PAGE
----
A dramatic though accurate statement. With rhino in South Africa alone being poached at a rate of one every 18 hours, and elephants at some 35,000 per year from an overall population estimated around 350,000, the killing has reached a crisis point.

According to Ian Craig, Director of Special Projects at Kenya’s Northern Rangelands Trust, the current level of poaching is but the start of a massive tsunami sweeping the continent, decimating wildlife and destroying national and local economies, including the tourism industry, which in countries like Kenya accounts for at least 10% of GDP.

“If our grandchildren are to experience the wild Africa and free-roaming animals of today, we have to kill the demand for ivory and rhino horn. The time is now. Right now. Not tomorrow.”

The demand Craig refers to is almost wholly attributed to an insatiable appetite in the East. For rhino horn, it is Vietnam. While in the case of ivory, it is an emerging middle class in China. With fast-tracked industrialisation and economic growth, this consumer group is likely to be 250 million strong within the next 15 years, bringing with it ever-increased buying power for aspirational goods.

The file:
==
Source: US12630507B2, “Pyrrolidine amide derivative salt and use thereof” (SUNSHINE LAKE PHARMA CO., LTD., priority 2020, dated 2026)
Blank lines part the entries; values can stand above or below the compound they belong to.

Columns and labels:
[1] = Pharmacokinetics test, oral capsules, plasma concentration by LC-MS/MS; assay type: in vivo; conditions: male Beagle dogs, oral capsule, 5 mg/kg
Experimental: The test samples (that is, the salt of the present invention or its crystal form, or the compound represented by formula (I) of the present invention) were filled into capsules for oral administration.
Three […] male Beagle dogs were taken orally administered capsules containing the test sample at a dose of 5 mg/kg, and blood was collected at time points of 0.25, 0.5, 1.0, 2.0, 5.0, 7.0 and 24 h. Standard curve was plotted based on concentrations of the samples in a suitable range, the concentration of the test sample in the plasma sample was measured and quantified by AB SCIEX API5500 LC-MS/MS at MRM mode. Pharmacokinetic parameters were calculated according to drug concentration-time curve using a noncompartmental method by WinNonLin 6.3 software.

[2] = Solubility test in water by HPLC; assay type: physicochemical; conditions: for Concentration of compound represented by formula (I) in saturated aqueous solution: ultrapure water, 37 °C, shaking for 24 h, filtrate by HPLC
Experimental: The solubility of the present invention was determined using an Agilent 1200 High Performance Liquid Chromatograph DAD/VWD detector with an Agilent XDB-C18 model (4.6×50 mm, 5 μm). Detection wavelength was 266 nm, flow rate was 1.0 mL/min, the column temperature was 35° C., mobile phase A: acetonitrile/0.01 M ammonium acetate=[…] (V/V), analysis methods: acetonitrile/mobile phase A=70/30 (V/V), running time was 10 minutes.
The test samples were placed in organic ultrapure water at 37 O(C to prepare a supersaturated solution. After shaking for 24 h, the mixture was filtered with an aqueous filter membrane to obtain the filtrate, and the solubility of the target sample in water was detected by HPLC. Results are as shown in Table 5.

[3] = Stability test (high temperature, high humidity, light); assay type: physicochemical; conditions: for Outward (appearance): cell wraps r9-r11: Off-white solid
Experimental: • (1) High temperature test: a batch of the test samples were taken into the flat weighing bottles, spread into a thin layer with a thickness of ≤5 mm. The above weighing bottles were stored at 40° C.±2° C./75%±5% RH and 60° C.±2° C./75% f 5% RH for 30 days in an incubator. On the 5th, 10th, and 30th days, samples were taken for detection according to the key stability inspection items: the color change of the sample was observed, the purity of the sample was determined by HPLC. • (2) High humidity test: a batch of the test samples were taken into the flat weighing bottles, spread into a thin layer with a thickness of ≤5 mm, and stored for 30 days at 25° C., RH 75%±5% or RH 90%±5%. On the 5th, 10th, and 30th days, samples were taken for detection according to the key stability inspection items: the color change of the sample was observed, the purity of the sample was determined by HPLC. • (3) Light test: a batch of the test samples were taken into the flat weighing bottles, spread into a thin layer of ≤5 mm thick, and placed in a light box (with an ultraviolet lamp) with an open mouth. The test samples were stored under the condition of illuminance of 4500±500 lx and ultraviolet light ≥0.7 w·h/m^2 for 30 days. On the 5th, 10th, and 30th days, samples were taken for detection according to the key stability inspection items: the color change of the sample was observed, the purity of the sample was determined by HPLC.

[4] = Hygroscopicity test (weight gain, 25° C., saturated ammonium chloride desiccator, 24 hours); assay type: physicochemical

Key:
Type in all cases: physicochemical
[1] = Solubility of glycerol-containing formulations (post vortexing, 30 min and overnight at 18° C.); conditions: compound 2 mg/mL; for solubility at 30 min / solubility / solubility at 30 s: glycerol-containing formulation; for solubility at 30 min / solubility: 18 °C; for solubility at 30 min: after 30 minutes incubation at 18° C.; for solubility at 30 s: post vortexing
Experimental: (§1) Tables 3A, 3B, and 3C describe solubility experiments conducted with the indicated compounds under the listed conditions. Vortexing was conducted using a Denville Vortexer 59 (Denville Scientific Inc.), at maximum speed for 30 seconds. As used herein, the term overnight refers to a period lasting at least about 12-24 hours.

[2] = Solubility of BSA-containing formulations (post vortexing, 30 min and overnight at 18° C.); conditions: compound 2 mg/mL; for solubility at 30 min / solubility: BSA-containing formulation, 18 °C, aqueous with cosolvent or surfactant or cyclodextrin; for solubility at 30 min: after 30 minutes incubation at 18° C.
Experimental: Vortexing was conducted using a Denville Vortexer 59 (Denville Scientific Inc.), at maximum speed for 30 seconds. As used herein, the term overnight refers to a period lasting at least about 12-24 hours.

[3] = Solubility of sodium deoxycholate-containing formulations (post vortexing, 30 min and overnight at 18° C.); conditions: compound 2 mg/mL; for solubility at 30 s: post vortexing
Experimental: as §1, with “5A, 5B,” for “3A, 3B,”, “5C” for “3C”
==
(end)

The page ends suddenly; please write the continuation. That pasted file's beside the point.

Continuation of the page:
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Every Mother Counts

Every year 287,000 women around the world will die from complications due to pregnancy and childbirth, and millions more will experience serious and debilitating health conditions. The five major causes of maternal mortality are hemorrhage, sepsis, unsafe abortion, hypertensive disorders and obstructed labour. While most of these deaths are preventable, the harsh reality is that without access to an experienced physician or proper equipment the chances of survival for these women are drastically reduced.